Post Holdings on Sept. 19 announced plans to acquire Bob Evans Farms for $77 per share in a transaction valued at approximately $1.5 billion. The deal is expected to close early next year.
|Robert Vitale, president and CEO of Post Holdings|
“Bob Evans’ portfolio is aligned with key themes in food, both heat and eat and convenience,” Vitale said during a Sept. 19 conference call with securities analysts. “It increases our exposure to the attractive high-growth perimeter of the store, which is on trend with secular consumer trends. We anticipate Bob Evans will form the foundation of our refrigerated retail platform, and we see further growth opportunities and expansion across the perimeter of the store.”
Much of Post’s portfolio is focused on the slower-growth center-store categories, with more than a third of sales in ready-to-eat cereal. Another piece of Post’s business is private label peanut butter and granola, and protein bars, powders and shakes.
That leaves the Michael Foods Group unit, which includes value-added egg, potato and cheese products under the Crystal Farms, Better’n Eggs, Simply Potatoes and All Whites brands. Post acquired Michael Foods Group in 2014 for $2.45 billion, which at the time marked its largest transaction to date. But the business has remained challenged by the aftereffects of an avian influenza outbreak that devastated the egg market in 2015. The addition of Bob Evans’ portfolio, which includes refrigerated potato, pasta and vegetable side dishes and pork sausage, is expected to strengthen that business.
“We believe this organizational structure will facilitate growth and synergy realization and allow each business to focus on their respective strength and capabilities,” Vitale said.
Bob Evans Farms, which earlier this year sold its restaurant business to a private equity firm, has a growing food service business that represents approximately 35 percent of volume. Post sees opportunities to expand Bob Evans’ food service business, Vitale said.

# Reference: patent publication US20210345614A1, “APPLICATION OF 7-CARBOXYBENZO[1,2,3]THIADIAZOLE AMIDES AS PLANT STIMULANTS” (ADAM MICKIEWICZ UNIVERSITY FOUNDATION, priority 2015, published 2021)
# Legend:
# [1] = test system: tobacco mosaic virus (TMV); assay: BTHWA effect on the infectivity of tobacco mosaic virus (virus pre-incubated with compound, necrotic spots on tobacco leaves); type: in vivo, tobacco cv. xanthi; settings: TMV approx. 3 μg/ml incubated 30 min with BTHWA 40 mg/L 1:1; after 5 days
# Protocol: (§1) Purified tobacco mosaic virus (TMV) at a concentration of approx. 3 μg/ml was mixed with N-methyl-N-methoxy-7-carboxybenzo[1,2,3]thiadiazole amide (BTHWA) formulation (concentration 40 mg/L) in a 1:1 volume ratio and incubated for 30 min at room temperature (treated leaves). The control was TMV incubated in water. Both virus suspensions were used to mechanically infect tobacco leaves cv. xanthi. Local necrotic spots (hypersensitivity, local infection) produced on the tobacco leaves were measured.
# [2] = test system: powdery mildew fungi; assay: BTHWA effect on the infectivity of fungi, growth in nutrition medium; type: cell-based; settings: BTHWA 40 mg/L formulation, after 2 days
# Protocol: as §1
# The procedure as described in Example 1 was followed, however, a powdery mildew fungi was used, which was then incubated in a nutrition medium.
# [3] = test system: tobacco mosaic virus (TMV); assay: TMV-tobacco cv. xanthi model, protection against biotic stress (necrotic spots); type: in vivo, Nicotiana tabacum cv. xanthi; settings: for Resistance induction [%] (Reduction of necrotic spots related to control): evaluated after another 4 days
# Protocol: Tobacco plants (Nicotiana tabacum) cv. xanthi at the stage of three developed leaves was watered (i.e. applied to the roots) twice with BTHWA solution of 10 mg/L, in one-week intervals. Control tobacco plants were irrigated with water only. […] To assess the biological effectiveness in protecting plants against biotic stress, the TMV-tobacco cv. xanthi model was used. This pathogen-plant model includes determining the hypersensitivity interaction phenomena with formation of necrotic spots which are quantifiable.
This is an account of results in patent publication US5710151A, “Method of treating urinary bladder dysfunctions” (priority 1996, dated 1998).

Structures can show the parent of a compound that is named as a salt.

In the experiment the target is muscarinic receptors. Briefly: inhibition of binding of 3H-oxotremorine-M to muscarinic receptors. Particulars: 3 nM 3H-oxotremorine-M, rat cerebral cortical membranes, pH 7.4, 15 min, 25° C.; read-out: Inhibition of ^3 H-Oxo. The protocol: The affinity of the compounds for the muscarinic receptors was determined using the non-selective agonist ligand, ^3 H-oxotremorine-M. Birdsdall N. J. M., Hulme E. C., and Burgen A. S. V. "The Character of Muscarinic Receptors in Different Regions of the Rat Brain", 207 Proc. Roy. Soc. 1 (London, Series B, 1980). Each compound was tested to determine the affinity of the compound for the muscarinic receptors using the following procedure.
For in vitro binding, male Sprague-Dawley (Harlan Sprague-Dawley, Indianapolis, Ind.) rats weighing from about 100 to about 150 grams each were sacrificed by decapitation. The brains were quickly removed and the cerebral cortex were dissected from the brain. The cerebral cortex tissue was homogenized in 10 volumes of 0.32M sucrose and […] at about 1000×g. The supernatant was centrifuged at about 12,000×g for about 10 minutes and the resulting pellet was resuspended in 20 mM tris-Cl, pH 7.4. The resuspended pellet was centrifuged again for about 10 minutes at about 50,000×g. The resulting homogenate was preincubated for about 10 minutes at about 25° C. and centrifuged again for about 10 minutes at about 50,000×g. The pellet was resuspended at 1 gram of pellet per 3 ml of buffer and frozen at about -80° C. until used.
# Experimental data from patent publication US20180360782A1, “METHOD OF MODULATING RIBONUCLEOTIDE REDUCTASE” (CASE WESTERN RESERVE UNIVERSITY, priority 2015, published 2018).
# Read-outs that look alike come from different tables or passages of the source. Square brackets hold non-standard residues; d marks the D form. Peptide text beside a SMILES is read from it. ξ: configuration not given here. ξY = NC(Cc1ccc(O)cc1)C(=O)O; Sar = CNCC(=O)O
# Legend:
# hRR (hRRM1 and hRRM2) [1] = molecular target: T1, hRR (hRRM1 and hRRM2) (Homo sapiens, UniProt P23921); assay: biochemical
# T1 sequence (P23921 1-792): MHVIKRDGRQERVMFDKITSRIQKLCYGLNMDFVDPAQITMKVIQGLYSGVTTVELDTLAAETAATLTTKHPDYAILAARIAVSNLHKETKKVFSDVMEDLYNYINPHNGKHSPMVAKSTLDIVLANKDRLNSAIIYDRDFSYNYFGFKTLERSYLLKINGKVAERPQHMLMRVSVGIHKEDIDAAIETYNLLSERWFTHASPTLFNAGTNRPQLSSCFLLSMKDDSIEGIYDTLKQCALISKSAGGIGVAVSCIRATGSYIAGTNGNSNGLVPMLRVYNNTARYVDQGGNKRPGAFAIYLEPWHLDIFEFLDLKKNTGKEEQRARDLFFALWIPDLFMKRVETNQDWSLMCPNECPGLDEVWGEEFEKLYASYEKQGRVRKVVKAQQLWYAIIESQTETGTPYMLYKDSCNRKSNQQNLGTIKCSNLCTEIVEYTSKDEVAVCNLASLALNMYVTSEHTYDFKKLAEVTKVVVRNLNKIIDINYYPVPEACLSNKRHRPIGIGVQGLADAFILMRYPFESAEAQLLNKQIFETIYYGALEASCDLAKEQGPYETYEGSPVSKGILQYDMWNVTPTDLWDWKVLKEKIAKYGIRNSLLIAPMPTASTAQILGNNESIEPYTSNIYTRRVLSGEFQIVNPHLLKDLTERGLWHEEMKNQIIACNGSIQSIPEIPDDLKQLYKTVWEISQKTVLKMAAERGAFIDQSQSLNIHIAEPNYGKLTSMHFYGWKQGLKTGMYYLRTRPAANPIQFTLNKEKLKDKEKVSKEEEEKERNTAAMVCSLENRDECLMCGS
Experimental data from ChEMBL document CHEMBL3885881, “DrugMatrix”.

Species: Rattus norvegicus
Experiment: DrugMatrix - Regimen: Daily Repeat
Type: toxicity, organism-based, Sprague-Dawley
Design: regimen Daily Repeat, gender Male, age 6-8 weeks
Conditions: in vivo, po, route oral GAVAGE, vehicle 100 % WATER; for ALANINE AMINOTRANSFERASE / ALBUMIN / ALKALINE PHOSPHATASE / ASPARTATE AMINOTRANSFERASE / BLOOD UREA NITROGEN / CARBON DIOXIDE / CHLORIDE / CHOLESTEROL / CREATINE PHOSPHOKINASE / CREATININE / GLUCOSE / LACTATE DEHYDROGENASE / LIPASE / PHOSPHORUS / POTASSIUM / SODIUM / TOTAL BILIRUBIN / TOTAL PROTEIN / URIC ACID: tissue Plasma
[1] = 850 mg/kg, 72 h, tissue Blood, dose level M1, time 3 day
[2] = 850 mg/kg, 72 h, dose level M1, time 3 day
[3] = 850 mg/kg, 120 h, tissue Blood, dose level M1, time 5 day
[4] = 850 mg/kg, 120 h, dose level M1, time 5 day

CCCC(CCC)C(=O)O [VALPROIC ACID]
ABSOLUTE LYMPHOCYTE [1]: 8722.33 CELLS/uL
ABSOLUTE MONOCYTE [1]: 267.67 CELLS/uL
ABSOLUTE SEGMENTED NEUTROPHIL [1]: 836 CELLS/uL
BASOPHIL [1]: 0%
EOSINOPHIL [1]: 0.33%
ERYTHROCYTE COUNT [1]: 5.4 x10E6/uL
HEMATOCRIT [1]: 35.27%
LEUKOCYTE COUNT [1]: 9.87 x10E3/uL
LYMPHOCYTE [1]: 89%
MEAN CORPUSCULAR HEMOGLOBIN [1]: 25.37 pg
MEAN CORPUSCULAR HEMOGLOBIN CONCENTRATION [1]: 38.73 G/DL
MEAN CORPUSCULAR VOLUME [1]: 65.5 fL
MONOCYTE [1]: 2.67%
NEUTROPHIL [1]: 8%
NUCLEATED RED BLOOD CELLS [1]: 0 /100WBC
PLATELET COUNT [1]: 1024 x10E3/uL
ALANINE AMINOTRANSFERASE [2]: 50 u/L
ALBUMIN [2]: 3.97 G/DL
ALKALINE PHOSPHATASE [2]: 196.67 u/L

He added, “…when we bought Michael, what we saw was a tremendously valuable food service franchise and an interesting and growing retail business. With this transaction, what we do is take that interesting retail business and really turn it into a competitively advantaged refrigerated retail platform. And that option was created by the Michael acquisition and realized with the Bob acquisition.”
In addition to top-line growth opportunities, the deal brings cost synergies of approximately $25 million, which is expected to be realized by the third full fiscal year following the closing of the acquisition, Vitale said.
“First, synergies will result from elimination of duplicate public company costs,” he said. “We believe there are meaningful cost synergy opportunities through leveraging each other’s manufacturing and supply chains where we overlap, as well as combining our procurement purchases. Additional opportunities include eliminating redundant costs across support function capabilities.”
The Bob Evans acquisition is Post’s second major deal this year. In April, the company entered into an agreement to acquire the Weetabix Food Co., the United Kingdom-based manufacturer of cereals, mueslis, oat granolas, breakfast drinks and nutrition bars sold under such brands as Weetabix, Oatibix, Alpen and Barbara’s, for £1.4 billion ($1.77 billion).
Vitale said while Post isn’t actively seeking additional transactions in the near term, “I never want to say that we're out of the market.”
“But our priority right now is to digest these two material acquisitions and consider what our next move is, not actively beating the bushes for new ones,” he said.